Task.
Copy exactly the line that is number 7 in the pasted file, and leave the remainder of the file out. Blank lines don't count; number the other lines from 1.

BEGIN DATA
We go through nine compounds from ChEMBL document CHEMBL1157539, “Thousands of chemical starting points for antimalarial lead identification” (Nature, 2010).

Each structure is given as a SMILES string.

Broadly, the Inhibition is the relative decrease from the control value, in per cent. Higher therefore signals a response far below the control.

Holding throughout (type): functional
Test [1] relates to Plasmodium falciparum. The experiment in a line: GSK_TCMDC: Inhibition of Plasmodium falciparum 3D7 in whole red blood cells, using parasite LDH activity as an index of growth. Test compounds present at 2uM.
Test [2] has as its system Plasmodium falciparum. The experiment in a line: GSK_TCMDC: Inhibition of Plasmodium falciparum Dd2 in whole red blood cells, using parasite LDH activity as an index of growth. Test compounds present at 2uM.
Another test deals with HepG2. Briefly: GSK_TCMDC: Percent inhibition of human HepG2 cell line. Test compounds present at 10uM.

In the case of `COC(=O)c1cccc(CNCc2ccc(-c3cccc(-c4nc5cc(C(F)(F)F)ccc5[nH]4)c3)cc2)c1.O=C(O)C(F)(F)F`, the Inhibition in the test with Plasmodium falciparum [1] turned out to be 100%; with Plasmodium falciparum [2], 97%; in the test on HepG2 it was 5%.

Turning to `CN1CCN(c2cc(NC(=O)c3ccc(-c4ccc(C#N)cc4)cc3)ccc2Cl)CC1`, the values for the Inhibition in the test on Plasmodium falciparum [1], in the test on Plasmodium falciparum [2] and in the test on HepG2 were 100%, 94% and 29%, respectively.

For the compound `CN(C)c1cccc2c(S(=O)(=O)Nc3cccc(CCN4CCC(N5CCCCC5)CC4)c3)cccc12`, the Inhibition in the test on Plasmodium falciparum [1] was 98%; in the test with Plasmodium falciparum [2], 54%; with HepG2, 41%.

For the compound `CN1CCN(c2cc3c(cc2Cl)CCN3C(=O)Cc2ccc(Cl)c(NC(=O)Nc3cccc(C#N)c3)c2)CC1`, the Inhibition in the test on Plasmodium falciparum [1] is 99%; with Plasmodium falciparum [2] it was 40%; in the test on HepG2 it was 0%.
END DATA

Another test deals with HepG2. Briefly: GSK_TCMDC: Percent inhibition of human HepG2 cell line. Test compounds present at 10uM.